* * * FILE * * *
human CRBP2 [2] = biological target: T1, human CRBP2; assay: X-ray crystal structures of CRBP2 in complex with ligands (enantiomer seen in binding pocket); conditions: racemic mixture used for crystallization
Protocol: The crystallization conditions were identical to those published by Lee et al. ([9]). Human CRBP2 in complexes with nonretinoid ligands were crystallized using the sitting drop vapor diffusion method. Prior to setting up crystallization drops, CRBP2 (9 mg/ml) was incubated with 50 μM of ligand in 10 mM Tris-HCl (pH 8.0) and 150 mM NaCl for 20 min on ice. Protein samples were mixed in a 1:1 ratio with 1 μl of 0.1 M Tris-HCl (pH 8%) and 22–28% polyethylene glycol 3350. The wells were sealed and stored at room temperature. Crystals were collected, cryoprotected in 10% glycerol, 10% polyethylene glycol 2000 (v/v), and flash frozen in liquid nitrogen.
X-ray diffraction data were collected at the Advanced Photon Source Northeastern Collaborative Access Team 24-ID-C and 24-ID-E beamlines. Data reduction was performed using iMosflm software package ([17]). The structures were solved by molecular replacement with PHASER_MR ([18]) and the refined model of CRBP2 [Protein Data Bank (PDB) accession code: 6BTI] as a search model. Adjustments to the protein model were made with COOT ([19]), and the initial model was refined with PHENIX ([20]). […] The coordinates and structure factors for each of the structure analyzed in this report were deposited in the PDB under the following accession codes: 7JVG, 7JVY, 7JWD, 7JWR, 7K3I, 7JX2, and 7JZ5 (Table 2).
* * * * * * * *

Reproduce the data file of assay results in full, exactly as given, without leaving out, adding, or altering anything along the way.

human CRBP2 [2] = biological target: T1, human CRBP2; assay: X-ray crystal structures of CRBP2 in complex with ligands (enantiomer seen in binding pocket); conditions: racemic mixture used for crystallization
Protocol: The crystallization conditions were identical to those published by Lee et al. ([9]). Human CRBP2 in complexes with nonretinoid ligands were crystallized using the sitting drop vapor diffusion method. Prior to setting up crystallization drops, CRBP2 (9 mg/ml) was incubated with 50 μM of ligand in 10 mM Tris-HCl (pH 8.0) and 150 mM NaCl for 20 min on ice. Protein samples were mixed in a 1:1 ratio with 1 μl of 0.1 M Tris-HCl (pH 8%) and 22–28% polyethylene glycol 3350. The wells were sealed and stored at room temperature. Crystals were collected, cryoprotected in 10% glycerol, 10% polyethylene glycol 2000 (v/v), and flash frozen in liquid nitrogen.
X-ray diffraction data were collected at the Advanced Photon Source Northeastern Collaborative Access Team 24-ID-C and 24-ID-E beamlines. Data reduction was performed using iMosflm software package ([17]). The structures were solved by molecular replacement with PHASER_MR ([18]) and the refined model of CRBP2 [Protein Data Bank (PDB) accession code: 6BTI] as a search model. Adjustments to the protein model were made with COOT ([19]), and the initial model was refined with PHENIX ([20]). […] The coordinates and structure factors for each of the structure analyzed in this report were deposited in the PDB under the following accession codes: 7JVG, 7JVY, 7JWD, 7JWR, 7K3I, 7JX2, and 7JZ5 (Table 2).